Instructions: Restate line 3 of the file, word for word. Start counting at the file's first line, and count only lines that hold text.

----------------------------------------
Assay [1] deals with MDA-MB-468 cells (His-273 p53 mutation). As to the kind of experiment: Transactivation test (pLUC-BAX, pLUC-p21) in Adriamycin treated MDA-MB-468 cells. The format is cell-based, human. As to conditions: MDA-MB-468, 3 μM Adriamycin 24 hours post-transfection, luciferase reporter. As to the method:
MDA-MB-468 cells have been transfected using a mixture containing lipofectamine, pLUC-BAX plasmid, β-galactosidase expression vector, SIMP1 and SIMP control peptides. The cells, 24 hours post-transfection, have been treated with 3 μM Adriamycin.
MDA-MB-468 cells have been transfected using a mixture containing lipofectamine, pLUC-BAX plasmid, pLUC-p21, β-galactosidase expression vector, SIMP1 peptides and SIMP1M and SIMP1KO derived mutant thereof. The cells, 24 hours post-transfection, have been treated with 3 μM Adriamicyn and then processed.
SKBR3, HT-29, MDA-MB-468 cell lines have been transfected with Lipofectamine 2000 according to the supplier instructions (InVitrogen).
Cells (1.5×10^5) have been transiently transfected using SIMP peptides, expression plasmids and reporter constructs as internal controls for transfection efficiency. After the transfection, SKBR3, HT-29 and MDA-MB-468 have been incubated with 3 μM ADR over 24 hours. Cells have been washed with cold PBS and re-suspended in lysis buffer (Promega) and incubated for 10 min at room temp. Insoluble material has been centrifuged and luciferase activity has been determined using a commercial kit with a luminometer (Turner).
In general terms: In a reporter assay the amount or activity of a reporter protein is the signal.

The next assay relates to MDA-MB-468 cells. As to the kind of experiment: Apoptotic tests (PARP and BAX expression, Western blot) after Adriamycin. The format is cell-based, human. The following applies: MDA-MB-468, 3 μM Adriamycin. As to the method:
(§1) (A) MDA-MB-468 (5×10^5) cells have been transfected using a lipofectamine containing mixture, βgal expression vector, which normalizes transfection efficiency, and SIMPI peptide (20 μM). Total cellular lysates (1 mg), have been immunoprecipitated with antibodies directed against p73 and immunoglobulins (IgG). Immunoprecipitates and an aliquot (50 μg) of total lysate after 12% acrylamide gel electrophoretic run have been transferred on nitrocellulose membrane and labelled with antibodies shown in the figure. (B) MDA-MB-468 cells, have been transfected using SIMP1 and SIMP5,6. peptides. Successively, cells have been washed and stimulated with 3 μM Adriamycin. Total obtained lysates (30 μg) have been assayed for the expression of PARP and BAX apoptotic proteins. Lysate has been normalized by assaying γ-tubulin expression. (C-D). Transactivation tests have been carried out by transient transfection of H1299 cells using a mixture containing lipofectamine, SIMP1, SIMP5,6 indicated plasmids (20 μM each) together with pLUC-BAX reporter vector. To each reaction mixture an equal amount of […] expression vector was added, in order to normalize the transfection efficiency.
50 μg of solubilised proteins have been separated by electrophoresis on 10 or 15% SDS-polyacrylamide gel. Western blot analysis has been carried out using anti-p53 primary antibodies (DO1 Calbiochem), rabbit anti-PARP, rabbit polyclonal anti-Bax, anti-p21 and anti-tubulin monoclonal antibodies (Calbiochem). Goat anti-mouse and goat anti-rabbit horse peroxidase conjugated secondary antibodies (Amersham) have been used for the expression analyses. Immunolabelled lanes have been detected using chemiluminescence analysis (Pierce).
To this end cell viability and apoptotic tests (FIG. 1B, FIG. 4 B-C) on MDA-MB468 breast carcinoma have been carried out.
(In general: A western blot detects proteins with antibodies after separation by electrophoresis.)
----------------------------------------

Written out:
MDA-MB-468 cells have been transfected using a mixture containing lipofectamine, pLUC-BAX plasmid, pLUC-p21, β-galactosidase expression vector, SIMP1 peptides and SIMP1M and SIMP1KO derived mutant thereof. The cells, 24 hours post-transfection, have been treated with 3 μM Adriamicyn and then processed.